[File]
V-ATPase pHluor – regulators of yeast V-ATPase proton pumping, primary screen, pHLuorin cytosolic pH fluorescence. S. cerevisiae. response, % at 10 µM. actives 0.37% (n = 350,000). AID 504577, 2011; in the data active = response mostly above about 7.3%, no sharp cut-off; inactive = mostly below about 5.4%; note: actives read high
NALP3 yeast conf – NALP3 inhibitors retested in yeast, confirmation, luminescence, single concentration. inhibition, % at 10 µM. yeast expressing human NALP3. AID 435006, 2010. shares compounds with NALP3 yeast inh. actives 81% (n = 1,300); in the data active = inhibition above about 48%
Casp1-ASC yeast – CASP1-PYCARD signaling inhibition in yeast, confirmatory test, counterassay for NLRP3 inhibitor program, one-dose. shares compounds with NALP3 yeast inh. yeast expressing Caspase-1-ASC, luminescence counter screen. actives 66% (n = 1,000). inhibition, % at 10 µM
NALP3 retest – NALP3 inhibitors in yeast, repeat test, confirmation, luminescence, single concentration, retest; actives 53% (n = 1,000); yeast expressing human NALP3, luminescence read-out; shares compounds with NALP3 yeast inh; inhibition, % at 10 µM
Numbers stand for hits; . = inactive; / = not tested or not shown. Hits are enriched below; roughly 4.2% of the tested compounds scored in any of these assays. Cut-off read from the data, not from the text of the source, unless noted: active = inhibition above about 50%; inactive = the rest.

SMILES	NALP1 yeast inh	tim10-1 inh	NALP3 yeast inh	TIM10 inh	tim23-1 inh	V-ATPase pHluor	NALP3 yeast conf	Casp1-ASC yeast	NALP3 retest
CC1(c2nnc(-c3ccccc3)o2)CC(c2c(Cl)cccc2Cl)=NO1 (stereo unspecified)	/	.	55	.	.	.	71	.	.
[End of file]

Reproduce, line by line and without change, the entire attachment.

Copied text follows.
V-ATPase pHluor – regulators of yeast V-ATPase proton pumping, primary screen, pHLuorin cytosolic pH fluorescence. S. cerevisiae. response, % at 10 µM. actives 0.37% (n = 350,000). AID 504577, 2011; in the data active = response mostly above about 7.3%, no sharp cut-off; inactive = mostly below about 5.4%; note: actives read high
NALP3 yeast conf – NALP3 inhibitors retested in yeast, confirmation, luminescence, single concentration. inhibition, % at 10 µM. yeast expressing human NALP3. AID 435006, 2010. shares compounds with NALP3 yeast inh. actives 81% (n = 1,300); in the data active = inhibition above about 48%
Casp1-ASC yeast – CASP1-PYCARD signaling inhibition in yeast, confirmatory test, counterassay for NLRP3 inhibitor program, one-dose. shares compounds with NALP3 yeast inh. yeast expressing Caspase-1-ASC, luminescence counter screen. actives 66% (n = 1,000). inhibition, % at 10 µM
NALP3 retest – NALP3 inhibitors in yeast, repeat test, confirmation, luminescence, single concentration, retest; actives 53% (n = 1,000); yeast expressing human NALP3, luminescence read-out; shares compounds with NALP3 yeast inh; inhibition, % at 10 µM
Numbers stand for hits; . = inactive; / = not tested or not shown. Hits are enriched below; roughly 4.2% of the tested compounds scored in any of these assays. Cut-off read from the data, not from the text of the source, unless noted: active = inhibition above about 50%; inactive = the rest.

SMILES	NALP1 yeast inh	tim10-1 inh	NALP3 yeast inh	TIM10 inh	tim23-1 inh	V-ATPase pHluor	NALP3 yeast conf	Casp1-ASC yeast	NALP3 retest
CC1(c2nnc(-c3ccccc3)o2)CC(c2c(Cl)cccc2Cl)=NO1 (stereo unspecified)	/	.	55	.	.	.	71	.	.